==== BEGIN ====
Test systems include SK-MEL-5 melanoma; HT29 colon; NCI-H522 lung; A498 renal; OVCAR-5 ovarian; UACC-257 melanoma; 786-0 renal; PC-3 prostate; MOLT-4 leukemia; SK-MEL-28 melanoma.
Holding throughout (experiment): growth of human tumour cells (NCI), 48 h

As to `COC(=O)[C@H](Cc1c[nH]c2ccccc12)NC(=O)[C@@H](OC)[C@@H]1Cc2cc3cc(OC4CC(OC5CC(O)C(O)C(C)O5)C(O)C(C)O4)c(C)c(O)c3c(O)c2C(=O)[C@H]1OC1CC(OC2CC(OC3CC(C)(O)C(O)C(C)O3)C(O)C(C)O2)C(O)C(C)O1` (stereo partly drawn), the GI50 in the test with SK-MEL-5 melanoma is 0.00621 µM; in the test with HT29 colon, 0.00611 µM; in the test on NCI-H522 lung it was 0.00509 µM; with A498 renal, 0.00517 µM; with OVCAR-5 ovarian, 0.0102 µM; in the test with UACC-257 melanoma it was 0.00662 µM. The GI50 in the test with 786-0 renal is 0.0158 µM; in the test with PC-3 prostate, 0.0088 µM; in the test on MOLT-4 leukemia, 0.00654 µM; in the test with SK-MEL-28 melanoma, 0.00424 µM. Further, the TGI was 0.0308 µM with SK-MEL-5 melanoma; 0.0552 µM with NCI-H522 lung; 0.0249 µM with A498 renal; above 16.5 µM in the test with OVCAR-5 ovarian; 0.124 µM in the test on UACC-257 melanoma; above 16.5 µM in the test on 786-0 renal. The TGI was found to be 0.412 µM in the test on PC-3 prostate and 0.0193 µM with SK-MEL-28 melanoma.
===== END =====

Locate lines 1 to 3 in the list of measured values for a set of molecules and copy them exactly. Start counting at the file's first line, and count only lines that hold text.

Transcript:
Test systems include SK-MEL-5 melanoma; HT29 colon; NCI-H522 lung; A498 renal; OVCAR-5 ovarian; UACC-257 melanoma; 786-0 renal; PC-3 prostate; MOLT-4 leukemia; SK-MEL-28 melanoma.
Holding throughout (experiment): growth of human tumour cells (NCI), 48 h

As to `COC(=O)[C@H](Cc1c[nH]c2ccccc12)NC(=O)[C@@H](OC)[C@@H]1Cc2cc3cc(OC4CC(OC5CC(O)C(O)C(C)O5)C(O)C(C)O4)c(C)c(O)c3c(O)c2C(=O)[C@H]1OC1CC(OC2CC(OC3CC(C)(O)C(O)C(C)O3)C(O)C(C)O2)C(O)C(C)O1` (stereo partly drawn), the GI50 in the test with SK-MEL-5 melanoma is 0.00621 µM; in the test with HT29 colon, 0.00611 µM; in the test on NCI-H522 lung it was 0.00509 µM; with A498 renal, 0.00517 µM; with OVCAR-5 ovarian, 0.0102 µM; in the test with UACC-257 melanoma it was 0.00662 µM. The GI50 in the test with 786-0 renal is 0.0158 µM; in the test with PC-3 prostate, 0.0088 µM; in the test on MOLT-4 leukemia, 0.00654 µM; in the test with SK-MEL-28 melanoma, 0.00424 µM. Further, the TGI was 0.0308 µM with SK-MEL-5 melanoma; 0.0552 µM with NCI-H522 lung; 0.0249 µM with A498 renal; above 16.5 µM in the test with OVCAR-5 ovarian; 0.124 µM in the test on UACC-257 melanoma; above 16.5 µM in the test on 786-0 renal. The TGI was found to be 0.412 µM in the test on PC-3 prostate and 0.0193 µM with SK-MEL-28 melanoma.